The Gift That Didn’t Please His Wife


Cecil Chubb bought Stonehenge as a gift for his wife

Cecil Chubb (1876-1934) was in the market for the perfect gift for his wife and thought he found just the thing. Apparently thinking that her love for “big stones” meant something other than diamond jewelry, Chubb purchased Stonehenge for her.

The world-famous landmark became his for £6,600 (£477,000 or $624,000 in 2016 values). He was rather surprised and disappointed, however, to find that his wife was less than enthusiastic about her gift.

Since he had no other use for it, Chubb chose to donate Stonehenge to the government of Great Britain, subject to the following terms:

stonehenge deed
First page of Cecil Chubb’s deed of Stonehenge to Great Britain.
First that the public shall have free access to the premises hereby conveyed and every part thereof on the payment of such reasonable sum per head not exceeding one shilling for each visit and subject to such conditions as the Commissioners of Works in the exercise and execution of their statutory powers and duties may from time to time impose Secondly that the premises shall so far as possible maintained in their present condition Thirdly that no building or erection other than a pay box similar to the Pay Box now standing on the premises shall be erected on any part of the premises within four hundred yards of The Milestone marked “Amesbury 2” on the northern frontage of the premises and Fourthly that the Commissioners of Works will at all times save harmless and keep indemnified the Donors and each of them their and each of their estates and effects from and against all proceedings costs claims and expenses on account of any breach or non observance of the covenants by the Donors to the like or similar effect contained in the Conveyance of the premises to the Donors.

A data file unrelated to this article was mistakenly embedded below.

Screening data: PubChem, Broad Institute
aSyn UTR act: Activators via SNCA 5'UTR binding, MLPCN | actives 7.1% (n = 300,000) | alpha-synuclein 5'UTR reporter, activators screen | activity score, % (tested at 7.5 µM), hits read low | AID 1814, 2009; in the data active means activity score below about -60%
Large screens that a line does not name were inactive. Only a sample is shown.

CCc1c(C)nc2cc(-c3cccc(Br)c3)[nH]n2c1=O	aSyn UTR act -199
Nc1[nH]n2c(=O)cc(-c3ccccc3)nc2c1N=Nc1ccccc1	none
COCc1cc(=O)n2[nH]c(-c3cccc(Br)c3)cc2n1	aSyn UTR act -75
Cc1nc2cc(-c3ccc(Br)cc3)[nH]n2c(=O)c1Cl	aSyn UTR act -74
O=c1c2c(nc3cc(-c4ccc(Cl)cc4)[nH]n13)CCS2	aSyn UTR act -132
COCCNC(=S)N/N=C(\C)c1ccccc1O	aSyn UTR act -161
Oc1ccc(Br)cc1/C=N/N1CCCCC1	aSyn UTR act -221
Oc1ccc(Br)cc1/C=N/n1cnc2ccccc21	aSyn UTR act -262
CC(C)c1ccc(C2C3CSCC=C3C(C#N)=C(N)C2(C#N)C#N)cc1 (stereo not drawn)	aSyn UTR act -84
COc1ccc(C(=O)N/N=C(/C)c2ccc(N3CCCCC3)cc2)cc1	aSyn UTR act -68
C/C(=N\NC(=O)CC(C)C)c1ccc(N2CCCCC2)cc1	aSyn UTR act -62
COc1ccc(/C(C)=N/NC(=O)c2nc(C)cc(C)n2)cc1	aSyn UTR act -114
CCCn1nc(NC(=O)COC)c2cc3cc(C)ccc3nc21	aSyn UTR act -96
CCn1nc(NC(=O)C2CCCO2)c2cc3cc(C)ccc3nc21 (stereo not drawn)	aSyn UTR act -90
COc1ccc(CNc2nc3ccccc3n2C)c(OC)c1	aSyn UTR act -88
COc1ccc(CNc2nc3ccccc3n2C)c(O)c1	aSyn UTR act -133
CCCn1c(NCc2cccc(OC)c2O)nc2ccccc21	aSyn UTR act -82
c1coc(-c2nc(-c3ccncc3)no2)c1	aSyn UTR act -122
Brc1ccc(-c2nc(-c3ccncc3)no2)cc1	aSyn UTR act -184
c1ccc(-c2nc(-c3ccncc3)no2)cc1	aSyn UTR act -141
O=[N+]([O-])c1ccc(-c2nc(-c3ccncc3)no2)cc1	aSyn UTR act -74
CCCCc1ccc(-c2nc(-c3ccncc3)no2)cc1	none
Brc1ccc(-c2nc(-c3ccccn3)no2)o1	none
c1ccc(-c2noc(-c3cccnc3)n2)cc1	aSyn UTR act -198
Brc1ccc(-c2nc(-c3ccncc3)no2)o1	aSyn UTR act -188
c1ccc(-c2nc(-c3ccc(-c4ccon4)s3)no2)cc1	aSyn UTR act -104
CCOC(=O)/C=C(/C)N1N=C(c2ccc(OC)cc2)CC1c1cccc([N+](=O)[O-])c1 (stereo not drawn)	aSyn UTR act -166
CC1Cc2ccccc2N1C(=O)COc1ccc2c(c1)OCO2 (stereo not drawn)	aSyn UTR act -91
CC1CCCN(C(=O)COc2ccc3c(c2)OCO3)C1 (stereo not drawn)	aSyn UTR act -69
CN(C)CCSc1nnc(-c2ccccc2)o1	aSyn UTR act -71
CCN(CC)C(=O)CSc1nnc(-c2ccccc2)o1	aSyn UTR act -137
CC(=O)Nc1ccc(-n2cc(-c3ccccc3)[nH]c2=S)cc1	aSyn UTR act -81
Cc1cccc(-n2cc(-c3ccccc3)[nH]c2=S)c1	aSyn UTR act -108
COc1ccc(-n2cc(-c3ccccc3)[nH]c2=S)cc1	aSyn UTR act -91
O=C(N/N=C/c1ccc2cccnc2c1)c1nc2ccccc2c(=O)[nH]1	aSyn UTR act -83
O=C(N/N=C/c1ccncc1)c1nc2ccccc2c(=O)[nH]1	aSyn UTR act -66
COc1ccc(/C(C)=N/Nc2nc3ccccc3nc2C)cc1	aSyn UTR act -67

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One thought on “The Gift That Didn’t Please His Wife

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  1. Amazing that so significant piece of national heritage could have been put up for auction! I read somewhere that Cecil Chubb had gone to the auction intending to buy chairs, but believed the site needed protection so came away with Stonehenge. Just as well he did. The site could have been bought by someone with less interest in its preservation.

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